The delta ∆ of an option corresponds to the rate of change of the price of this option relative to the underlying. It materializes the « speed » with which the option increases in value following a change in the price of the underlying.
Let us have an example.
A delta of 0.35 means that for every $ 1 the Underlying rises :
- the Call will increase by $0.35.
- the Put option will drop by $0.35.
This means :
- The (long) Call option has a positive delta, between 0 and 1.
- The (long) Put option has a negative delta, between -1 and 0.
Delta | |
Positive | Negative |
Long Call | Short Call |
Short Put | Long Put |
In practice – cheat sheet.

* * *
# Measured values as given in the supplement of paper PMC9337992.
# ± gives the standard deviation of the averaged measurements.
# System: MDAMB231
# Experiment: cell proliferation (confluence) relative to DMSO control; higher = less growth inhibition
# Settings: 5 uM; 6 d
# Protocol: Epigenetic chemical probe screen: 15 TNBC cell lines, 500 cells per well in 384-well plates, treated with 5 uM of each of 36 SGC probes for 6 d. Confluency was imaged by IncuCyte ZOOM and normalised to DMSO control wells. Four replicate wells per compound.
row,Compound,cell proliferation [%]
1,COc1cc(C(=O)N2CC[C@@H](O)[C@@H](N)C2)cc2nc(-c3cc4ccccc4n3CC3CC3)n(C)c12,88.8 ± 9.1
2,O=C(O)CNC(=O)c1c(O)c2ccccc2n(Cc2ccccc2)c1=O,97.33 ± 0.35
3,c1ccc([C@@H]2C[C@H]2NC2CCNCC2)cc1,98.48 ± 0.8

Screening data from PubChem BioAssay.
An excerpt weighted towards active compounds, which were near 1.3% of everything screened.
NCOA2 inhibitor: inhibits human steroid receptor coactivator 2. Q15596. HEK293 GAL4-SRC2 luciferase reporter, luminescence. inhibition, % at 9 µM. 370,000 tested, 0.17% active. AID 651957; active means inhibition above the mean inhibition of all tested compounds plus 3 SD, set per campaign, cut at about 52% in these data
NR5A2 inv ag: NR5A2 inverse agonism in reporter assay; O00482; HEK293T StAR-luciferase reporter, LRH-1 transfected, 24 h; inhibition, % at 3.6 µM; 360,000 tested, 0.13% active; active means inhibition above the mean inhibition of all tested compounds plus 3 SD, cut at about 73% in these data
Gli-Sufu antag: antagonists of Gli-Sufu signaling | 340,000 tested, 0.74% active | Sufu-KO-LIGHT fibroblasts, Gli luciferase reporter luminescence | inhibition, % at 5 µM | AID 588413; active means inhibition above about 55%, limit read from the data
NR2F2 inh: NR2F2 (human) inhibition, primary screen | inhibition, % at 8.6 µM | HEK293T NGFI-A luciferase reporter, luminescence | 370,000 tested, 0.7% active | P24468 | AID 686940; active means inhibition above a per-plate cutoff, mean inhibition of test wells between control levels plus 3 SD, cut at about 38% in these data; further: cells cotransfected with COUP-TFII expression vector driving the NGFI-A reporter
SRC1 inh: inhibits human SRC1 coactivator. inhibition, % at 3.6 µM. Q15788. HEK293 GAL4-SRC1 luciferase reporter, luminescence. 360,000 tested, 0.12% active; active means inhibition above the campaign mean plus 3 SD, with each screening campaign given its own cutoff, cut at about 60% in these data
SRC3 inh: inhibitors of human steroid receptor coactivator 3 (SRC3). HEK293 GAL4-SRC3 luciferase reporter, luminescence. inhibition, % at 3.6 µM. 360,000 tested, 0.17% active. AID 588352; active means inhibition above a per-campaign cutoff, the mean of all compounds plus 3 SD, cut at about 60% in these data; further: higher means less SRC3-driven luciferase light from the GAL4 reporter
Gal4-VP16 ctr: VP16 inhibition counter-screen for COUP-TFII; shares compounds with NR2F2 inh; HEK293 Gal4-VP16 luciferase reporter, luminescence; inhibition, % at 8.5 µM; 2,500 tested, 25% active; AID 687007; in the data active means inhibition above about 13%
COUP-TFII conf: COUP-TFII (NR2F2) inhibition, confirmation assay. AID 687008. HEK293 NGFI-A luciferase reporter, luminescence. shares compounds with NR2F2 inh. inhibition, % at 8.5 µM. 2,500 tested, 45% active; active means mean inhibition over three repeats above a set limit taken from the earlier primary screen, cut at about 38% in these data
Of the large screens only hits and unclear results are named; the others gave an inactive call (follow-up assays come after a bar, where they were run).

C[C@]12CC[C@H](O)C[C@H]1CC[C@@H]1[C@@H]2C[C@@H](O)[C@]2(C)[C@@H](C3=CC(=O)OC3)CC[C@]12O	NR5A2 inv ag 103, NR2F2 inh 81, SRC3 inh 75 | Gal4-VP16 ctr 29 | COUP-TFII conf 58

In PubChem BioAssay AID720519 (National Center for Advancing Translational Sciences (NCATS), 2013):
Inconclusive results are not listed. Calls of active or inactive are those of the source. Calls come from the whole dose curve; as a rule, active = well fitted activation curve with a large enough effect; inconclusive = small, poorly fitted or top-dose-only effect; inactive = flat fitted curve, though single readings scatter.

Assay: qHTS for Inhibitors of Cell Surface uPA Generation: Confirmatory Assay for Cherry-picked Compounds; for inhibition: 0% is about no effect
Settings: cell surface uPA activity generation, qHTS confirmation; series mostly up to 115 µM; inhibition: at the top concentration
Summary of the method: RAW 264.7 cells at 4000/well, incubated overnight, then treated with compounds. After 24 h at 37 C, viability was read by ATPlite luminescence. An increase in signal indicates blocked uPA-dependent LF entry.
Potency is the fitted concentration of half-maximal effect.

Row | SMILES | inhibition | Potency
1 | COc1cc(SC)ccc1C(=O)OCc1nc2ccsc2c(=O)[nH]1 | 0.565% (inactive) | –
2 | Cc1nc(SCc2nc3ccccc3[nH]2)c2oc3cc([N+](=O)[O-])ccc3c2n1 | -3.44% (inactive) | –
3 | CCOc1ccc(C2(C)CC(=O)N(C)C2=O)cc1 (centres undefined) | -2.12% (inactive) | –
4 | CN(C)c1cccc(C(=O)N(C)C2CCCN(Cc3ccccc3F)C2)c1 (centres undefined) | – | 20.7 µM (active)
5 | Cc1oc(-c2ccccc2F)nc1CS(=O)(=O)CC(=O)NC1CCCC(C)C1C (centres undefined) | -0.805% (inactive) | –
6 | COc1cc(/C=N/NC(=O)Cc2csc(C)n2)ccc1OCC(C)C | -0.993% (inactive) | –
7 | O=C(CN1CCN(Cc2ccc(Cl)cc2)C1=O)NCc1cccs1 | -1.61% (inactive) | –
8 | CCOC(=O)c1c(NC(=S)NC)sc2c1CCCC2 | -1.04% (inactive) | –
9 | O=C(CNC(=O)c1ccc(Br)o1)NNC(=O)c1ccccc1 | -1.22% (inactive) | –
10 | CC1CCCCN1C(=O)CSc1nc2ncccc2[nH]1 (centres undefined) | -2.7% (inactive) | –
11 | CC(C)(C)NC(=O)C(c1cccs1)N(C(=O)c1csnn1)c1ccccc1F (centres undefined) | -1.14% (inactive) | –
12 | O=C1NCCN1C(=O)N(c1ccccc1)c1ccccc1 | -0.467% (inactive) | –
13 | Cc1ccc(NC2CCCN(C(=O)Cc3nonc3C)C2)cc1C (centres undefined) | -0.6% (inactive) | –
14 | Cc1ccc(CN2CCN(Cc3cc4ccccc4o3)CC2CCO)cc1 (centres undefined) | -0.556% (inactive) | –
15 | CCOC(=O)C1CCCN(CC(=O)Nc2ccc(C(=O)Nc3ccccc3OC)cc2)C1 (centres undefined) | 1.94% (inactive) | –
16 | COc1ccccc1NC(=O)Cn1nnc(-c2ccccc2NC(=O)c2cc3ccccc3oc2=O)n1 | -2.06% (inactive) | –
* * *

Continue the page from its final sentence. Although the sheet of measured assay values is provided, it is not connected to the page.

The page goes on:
- 100 – 2 x delta ≤ POP≤ 100 – delta
For example 16 ∆ : 68% ≤ POP≤ 84% - The value of Delta is approximately the probability the option ends ITM.
For example, a 16 ∆ means a 16% probability of being ITM. - Twice the delta is the probability of the option being touch, this means the option is ITM for a while.
- 16 ∆ corresponds to 1 standard deviation (16∆ means 0.160).
- Share equivalence 1 share is 1∆.
- Delta neutrality: the best way to reduce the risk of the portfolio is to have an entire portfolio delta around 0.
This means the portfolio has no directional exposure. In the case of a big market moves the portfolio will be less at risk than if it was wrong directionally oriented.
To know more about options, you can have a look at the options Academy.
Options Academy articles
I. Let’s talk about options.
II. 4 basic strategies.
III. Advanced strategies.
IV. Ultimate strategies.
V. When volatility, time & statistics meet.
VI. Option management strategies (Part I).
VII. Option management strategies (Part II).
VIII. How I am trading options.
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